The boat over involved 37 people jammed in next to each other, on tiny mattresses all in a row down each side of the boat. Pillows and blankets are provided, and the air con keeps the temperature pretty ambient. As long as you’re not a wriggler, it’s possible to get a reasonable night’s sleep. Waking up to a beautiful sunrise over the silhouetted form of the island, as the boat docks, makes it all worthwhile anyway.

The weekend was spent exploring the sea floor, with all its swim throughs and underwater critters. A highlight was swimming alongside a gigantic jellyfish, billowing along on its ghostly path. It was incredibly beautiful. No whale sharks this time though. Maybe next time!

We also took the time to visit Koh Nangyuan, purely to see what all the fuss is about really. Honestly, I wish we hadn’t bothered. Whilst, yes, it is incredibly beautiful, it is possibly the least friendly place I have ever visited. There is a fee as soon as you step onto the island, and a sign informing you the use of beach towels is prohibited. After you’ve paid your entrance fee, your water bottles are snatched from your bags and thrown into bins. Apparently water bottles are forbidden. I suspect smiling is too, I can’t be sure though, not many people were trying it! The white sandy beach is not so much white sand, as broken shards of dead coral. Not that comfy to sit on actually, without a beach towel. The long hobble out through the shallows, to swimmable depths is likewise hindered by quantity of dead coral and squelchy sea cucumbers. The main attraction of the island is the viewpoint which looks out across the bar of sand that connects the islands. Whilst the view is pretty impressive, the half hour queue you have to stand in before you get anywhere near the rocky peak dampens your appreciation somewhat. I wouldn’t recommend it!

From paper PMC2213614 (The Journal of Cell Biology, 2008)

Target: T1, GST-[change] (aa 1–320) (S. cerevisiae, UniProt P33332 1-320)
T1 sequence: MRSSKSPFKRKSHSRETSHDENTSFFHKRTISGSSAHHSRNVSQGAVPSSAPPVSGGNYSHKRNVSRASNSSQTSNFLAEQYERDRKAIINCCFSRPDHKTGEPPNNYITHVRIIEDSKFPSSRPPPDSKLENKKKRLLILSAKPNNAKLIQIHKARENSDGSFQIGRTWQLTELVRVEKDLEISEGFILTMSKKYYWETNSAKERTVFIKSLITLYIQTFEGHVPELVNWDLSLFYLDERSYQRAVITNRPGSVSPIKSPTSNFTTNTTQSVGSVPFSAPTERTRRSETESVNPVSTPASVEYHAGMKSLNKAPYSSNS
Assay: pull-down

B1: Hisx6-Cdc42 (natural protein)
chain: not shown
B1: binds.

The food, weather and nights out on Koh Tao didn’t disappoint. The journey back was a little more comfy. The boat offered bunk beds and air conditioning, even if my ticket dictated that I had to share a teeny ‘double’ mattress with a colleague. Fortunately there were a few spare beds, so we were able to find one each once we’d set sail. We arrived back in Surat at 5:30am feeling revitalised after our well-deserved break!

We Love Mum

The 12th Augus14074547_10153845884743595_630600442_ot is the queen’s birthday, and therefore Mother’s day is celebrated across Thailand. School was scheduled to be closed on the 12th, so we celebrated at school, the day before. All through the week we’d participated in activities in the build up to the big day. Most classes, throughout the school, made cards or small gifts for their mothers. Some also wrote letters, telling their mums what they were grateful for. In P2/12 we also drew portraits of our mums and got creative writing messages of thanks. We also made small pop-up cards complete with a miniature bouquet of flowers. We do love our mums!